Online ISSN: 2515-8260

Keywords : Epidural anaesthesia

Spinal Anaesthesia Versus Epidural Anaesthesia for Inguinal Hernioplasty: A Comparative Study

Dr. Venkatesh Subramanyam, Dr. Azmatulla Shaik

European Journal of Molecular & Clinical Medicine, 2022, Volume 9, Issue 3, Pages 118-125

Introduction: Spinal anaesthesia (or spinal anesthesia), also called spinal
block, subarachnoid block, intradural block and intrathecal block is a form of
neuraxial regional anaesthesia involving the injection of a local anaesthetic or opioid
into the subarachnoid space, generally through a fine needle, usually 9 cm (3.5 in) long.
Epidural anesthesia is a technique that may be used as a primary surgical anesthetic or
as a resource for postoperative pain management. It is safe and relatively easy to learn
and perform.A hernia is reducible if it occurs intermittently (such as on straining or
standing) and can be pushed back into the.
Material and methods: This is a prospective, comparative and randomized study was
conducted in the anaesthesia department of a tertiary medical Hospital. All patients
were male, age between 18 to 70 years. The present study included male patients of
uncomplicated inguinal hernia with American society of anaesthesiologist (ASA) grade
1 and 2. All patients were admitted for planned surgery; they were examined and
preanesthetic check-up done. All patients were explained about the techniques of
anaesthesia for hernioplasty and where randomized into two groups. They were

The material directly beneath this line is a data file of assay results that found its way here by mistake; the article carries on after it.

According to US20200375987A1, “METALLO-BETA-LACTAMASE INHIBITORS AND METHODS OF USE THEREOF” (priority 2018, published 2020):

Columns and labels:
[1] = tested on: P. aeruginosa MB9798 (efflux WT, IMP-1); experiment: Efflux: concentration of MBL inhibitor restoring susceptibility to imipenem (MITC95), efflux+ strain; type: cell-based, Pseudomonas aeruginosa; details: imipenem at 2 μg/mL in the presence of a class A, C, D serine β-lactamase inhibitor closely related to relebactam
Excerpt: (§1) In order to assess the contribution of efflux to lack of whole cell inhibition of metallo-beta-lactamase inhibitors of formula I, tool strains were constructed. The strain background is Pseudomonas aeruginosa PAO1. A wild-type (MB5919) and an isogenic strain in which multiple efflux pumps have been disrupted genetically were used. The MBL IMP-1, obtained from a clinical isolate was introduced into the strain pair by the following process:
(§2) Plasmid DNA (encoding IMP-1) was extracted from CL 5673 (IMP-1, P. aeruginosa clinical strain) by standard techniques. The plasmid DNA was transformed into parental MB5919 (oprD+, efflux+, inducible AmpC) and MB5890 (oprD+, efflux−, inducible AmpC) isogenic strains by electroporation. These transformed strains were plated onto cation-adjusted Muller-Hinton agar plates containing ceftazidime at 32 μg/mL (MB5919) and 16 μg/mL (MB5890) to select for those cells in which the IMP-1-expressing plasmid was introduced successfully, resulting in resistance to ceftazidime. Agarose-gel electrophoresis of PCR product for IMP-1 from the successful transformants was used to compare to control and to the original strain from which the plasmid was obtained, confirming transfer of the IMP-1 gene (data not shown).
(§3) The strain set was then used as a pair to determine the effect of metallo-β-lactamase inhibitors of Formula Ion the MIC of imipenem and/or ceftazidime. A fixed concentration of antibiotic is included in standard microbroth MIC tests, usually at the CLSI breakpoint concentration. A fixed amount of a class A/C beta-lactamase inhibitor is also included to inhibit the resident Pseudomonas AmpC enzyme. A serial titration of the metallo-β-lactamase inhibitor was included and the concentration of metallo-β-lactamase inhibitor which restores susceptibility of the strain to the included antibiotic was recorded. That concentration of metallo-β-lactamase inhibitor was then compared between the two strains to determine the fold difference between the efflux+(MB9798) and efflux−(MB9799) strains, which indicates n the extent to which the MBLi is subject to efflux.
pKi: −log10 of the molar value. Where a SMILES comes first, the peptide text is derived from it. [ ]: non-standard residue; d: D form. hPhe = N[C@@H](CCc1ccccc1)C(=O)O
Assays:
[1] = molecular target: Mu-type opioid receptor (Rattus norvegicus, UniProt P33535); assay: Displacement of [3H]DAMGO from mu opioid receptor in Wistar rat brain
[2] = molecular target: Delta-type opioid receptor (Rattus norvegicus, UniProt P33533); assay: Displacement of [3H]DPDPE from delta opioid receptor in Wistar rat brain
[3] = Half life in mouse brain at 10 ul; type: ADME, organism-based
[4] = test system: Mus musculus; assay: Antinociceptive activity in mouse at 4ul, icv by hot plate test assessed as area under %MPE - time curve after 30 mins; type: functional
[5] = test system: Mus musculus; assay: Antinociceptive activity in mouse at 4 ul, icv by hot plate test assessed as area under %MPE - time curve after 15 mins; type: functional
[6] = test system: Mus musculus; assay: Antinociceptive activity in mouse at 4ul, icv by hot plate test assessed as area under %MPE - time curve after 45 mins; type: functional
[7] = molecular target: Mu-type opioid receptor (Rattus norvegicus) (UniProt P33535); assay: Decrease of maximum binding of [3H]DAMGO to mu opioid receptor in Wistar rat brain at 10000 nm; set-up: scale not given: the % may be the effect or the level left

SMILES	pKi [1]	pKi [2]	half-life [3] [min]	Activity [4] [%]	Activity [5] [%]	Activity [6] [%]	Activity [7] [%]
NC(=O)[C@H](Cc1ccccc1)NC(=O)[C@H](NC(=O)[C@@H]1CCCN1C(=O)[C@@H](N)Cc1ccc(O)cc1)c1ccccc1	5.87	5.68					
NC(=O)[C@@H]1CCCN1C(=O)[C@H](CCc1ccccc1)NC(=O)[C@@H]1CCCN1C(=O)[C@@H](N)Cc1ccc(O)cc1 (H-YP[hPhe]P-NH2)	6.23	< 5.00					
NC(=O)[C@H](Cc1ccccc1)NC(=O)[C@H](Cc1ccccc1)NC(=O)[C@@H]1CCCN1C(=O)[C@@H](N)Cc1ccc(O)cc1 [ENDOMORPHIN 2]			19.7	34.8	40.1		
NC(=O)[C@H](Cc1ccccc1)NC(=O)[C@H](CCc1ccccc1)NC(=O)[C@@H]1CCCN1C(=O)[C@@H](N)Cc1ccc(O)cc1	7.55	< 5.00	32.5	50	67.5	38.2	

operated for inguinal hernioplasty according to recognised surgical guidelines.
Results: Total time taken for performing the procedure was significantly longer with
Epidural Anaesthesia than that of Spinal Anaesthesia (8.03±0.84 Vs 3.65±0.23 minutes,
p<0.001) but onset of action was comparable in both the groups (6.84±1.08 in Spinal Vs
11.23±1.21min in Epidural p<0.001 Significant). Intraoperative fluid requirement was
statistically higher in Spinal than Epidural (1612.43±163.3 ml vs 1102.54±94.53 ml)
(p<0.0001). Duration of Surgery was significantly shorter in Spinal as compared to
Epidural (91.43±8.64 vs 114.53±11.64 mins.) (p=0.021).
Conclusion: The spinal block induces a faster and more effective analgesia as well as a
more severe motor blockage than epidural block. In Spinal Anaesthesia, the
haemodynamic fluctuations and adverse effects are larger than in Epidural
Anaesthesia. As a result, both spinal and epidural anaesthesia may be utilised safely
during day surgery.